Years ago, when I was a young mother and babysitter, I rode the bus with my son and my young charge - everywhere.  What else do you do with two five-year-old boys with endless imagination and energy?  We rode downtown, to libraries, to parks, to the next town over, to visit friends.  We also walked and later, in the summer, we rode bikes.

Everywhere we went, we told stories.  After reading William Steig's The Amazing Bone, we came up with a story about a talking donut.  Every bus trip for a month or so, we added adventures about the donut and King Rupert, the donut's best friend. 

And then there were the tales of Llewellyn the Lion, who worked as a late night radio host and rarely went out in the day.  He rode a motorcycle and had a tab at the butcher's.  He lived in fear that people would realize that he was not just a gravelly voiced, hairy recluse but a lion - a real lion.  As time went on, Llewellyn told us of his friends - all graduates of the Philadelphia Zoo's secret Animal Intelligence project - and we met Llewellyn's teacher, Professor Freeman.  The animals were tricked into a reunion and were drugged and kidnapped to become stars in a traveling animal act.  Fortunately, one of Llewellyn's friends was a dainty gorilla.  Along with the Jaguar, ocelot, rhinoceros, several lions, a seal and a rhinoceros, they all managed to escape.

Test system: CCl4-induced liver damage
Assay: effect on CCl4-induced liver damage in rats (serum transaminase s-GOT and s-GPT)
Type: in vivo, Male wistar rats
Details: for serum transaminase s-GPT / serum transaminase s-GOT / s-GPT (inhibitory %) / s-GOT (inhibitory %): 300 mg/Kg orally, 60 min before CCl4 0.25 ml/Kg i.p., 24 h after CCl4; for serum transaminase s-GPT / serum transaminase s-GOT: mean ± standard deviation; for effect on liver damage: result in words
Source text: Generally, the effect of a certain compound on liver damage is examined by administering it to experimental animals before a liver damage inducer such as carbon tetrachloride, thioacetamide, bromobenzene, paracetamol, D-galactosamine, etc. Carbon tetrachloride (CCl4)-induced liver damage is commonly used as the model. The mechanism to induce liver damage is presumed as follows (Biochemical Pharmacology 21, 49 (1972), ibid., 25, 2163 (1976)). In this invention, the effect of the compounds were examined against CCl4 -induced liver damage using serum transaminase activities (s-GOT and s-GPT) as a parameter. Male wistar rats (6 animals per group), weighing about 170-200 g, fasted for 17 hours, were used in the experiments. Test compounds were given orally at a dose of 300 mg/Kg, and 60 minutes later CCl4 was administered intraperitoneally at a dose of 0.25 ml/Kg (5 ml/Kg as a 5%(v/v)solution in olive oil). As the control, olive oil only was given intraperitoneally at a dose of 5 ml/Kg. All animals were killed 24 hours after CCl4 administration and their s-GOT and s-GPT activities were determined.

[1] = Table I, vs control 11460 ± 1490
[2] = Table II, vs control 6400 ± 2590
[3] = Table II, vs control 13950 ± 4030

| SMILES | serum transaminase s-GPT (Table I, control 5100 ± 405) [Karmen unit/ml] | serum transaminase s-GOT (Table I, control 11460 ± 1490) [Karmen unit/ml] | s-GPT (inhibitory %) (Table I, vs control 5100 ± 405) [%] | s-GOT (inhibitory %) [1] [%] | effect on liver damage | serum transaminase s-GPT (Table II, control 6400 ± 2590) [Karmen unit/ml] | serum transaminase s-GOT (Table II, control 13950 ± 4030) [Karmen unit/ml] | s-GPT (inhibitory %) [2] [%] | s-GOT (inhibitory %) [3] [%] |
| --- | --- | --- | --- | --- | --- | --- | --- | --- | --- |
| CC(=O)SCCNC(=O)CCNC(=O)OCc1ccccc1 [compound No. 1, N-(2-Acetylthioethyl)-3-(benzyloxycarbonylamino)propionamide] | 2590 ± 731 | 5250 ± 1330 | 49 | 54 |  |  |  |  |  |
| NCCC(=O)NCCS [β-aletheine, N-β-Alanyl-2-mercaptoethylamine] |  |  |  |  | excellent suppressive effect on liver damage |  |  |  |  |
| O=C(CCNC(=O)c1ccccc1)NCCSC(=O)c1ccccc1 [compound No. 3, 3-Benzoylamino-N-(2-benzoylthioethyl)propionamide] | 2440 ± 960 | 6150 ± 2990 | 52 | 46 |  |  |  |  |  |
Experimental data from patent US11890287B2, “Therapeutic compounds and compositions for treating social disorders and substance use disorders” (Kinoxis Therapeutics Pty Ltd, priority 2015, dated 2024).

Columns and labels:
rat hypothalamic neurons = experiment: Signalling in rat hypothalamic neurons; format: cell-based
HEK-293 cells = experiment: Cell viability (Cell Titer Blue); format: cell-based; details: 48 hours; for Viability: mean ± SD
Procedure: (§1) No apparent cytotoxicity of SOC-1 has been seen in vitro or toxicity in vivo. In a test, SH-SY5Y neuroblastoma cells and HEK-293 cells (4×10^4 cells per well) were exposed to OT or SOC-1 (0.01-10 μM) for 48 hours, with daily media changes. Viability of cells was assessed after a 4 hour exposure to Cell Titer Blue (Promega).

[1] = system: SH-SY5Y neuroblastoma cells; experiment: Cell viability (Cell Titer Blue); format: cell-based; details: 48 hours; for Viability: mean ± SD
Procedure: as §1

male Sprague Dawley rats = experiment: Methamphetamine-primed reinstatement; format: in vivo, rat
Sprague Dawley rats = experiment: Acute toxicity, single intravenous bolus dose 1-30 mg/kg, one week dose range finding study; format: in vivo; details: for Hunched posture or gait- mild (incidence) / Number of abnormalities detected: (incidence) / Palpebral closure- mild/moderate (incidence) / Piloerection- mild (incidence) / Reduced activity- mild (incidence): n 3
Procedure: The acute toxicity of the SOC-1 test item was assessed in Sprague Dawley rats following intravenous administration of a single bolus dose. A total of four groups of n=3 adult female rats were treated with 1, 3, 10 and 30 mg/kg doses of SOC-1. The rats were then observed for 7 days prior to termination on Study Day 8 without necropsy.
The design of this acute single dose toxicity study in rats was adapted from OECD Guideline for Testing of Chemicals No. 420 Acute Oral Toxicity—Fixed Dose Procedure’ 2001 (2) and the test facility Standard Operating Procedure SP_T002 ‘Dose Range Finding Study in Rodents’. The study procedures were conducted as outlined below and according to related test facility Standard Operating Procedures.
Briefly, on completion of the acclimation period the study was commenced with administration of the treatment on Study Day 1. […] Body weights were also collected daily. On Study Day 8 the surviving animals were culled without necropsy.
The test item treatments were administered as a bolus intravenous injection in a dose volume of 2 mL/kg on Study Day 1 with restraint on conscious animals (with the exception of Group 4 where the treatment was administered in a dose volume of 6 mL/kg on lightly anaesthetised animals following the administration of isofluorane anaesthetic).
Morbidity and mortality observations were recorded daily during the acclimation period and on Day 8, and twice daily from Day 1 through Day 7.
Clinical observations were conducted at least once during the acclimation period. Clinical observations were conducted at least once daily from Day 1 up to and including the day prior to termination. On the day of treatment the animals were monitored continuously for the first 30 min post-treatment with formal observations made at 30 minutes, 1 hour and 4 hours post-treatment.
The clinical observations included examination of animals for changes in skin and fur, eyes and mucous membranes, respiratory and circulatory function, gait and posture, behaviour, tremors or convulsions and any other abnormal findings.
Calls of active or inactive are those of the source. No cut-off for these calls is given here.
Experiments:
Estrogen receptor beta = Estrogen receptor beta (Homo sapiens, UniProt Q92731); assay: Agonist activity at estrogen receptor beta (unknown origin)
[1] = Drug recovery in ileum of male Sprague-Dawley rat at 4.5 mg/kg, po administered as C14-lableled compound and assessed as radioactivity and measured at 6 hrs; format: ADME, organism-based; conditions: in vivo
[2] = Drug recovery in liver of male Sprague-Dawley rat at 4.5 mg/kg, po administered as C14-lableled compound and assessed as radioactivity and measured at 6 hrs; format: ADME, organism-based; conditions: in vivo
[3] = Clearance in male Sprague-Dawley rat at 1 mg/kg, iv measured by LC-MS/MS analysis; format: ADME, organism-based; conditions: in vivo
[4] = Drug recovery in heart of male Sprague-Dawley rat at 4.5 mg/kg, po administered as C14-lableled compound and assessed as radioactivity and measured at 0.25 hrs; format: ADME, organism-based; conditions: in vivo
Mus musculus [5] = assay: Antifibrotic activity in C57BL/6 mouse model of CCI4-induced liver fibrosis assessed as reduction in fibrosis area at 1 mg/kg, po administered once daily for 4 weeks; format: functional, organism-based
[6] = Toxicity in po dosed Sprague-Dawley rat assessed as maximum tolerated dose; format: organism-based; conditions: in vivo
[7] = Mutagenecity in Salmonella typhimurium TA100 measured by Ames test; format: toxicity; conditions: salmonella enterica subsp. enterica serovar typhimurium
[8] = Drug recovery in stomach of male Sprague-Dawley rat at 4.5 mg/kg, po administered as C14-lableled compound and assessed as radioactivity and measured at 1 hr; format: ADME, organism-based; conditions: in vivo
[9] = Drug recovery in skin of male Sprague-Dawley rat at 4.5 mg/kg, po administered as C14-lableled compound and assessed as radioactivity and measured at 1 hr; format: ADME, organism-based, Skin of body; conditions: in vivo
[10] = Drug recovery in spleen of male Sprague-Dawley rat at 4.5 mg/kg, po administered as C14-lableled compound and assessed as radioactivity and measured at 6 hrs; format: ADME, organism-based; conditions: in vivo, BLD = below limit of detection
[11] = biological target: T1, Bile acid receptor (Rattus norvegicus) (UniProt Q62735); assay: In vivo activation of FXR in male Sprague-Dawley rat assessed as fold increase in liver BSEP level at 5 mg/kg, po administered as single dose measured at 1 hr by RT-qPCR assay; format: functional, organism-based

I wrote that story up and shoved it into the glove compartment of my old black Impala.  When the car broke down and we had it hauled to the junk yard, the story was lost forever.  The rhinoceros - or was it the seal? - was a poet and some of her poems were in that story.  They were haunting and surprised me.  Stories can be pieced together.  Poems evaporate.

And then there was Super Anders and his sidekick Critter Man.  These stories were made up bit by bit of the things that my boys suggested, cartoon characters that they enjoyed. Danny Dunn and his friends got tossed in there, too, since we read every Danny Dunn book we could find.  I liked these stories best of all.  The boys were always trying to save Little Annie, the Orphan Apple Selling Girl from danger.  But Little Annie just as often had to save our heroes.